The Pakistani Taliban has released an audiotape which it says is proof that Hakimullah Mehsud, its leader, was not killed in a suspected US missile attack earlier this week.
The tape, purportedly carrying the voice of Mehsud, condemned the rumours of his death, but made no reference to Friday's raid which reportedly killed 18 people in North Waziristan.
"Sometimes they [the government] launch propaganda about my martyrdom through media and sometimes they say that the operation has been completed in South Waziristan," the recording, released to media on Friday, said.
"This can never happen," it continued, referring to military operations against Taliban strongholds launched last year.
The US does not confirm drone attacks, but its forces in neighbouring Afghanistan and the Central Intelligence Agency are the only ones known to use the unmanned aircraft capable of firing missiles.
Reporters familiar with Mehsud said the voice appeared to be his, but it was impossible to confirm if it was recorded before or after Thursday's raid.
Mehsud is know to have recorded a number of similar tapes after an attempt on his life in October.
Conflicting reports emerged from intelligence agents and security officials on Friday, with some saying Mehsud was injured, while others said the he and some of his senior commanders were probably killed.
"So far we do not have confirmation of him either getting killed or getting injured. It will take a little more time to confirm this or otherwise," Major-General Athar Abbas, a military spokesman, told the AFP news agency.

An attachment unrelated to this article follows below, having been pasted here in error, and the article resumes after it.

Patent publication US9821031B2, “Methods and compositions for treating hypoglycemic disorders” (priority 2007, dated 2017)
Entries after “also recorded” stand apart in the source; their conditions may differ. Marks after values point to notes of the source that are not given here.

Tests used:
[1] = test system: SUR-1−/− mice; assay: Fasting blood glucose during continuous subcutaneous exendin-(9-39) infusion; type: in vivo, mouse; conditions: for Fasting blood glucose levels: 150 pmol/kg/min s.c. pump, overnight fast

The Taliban has issued a number of statements denying Mehsud's death, and Azam Tariq, one of their spokesmen, said his boss had left the Shaktoi area struck by the missiles "40 to 60 minutes" before the raid.
"Hakimullah is alive and safe. I met with him last night, there was not even a scratch on him," Tariq told AFP on Friday.
Mehsud took over as leader of the Pakistani Taliban five months ago, after Baitullah Mehsud, his predecessor, was killed in a drone attack.
The Taliban denied Baitullah Mehsud's death for weeks, apparently amid fierce infighting over his successor.
The "Mehsud audiotape" was released against a backdrop of continued violence in different parts of Pakistan.
A suicide bomber attacked a military vehicle in the southern part of Pakistani-administered Kashmir on Saturday, killing two soldiers, security officials said.
The bomber attacked the vehicle as it was travelling near the town of Rawalakot, the officials said.
Chaudhry Raqeeb, a senior administrative official, said two security personnel were injured and "immediately shifted to the nearby hospital".
On December 27, a suicide bomber killed seven people outside a Shia Muslim mosque in Muzaffarabad, the capital of Pakistani Kashmir.
'Wanted man' killed
Friday's drone attack in North Waziristan that allegedly targeted Mehsud, left up to five anti-US fighters dead, Pakistan intelligence officials said.
One of those killed was on the FBI's most-wanted list, they said.
Jamal Saeed Abdul Rahim was reportedly wanted for his alleged role in a deadly 1986
plane hijacking and had a $5 million bounty on his head.
The FBI's website identifies him as a Palestinian with possible Lebanese citizenship, who was a member of the armed Palestinian group Abu Nidal.
The Pakistani officials called him an al-Qaeda member.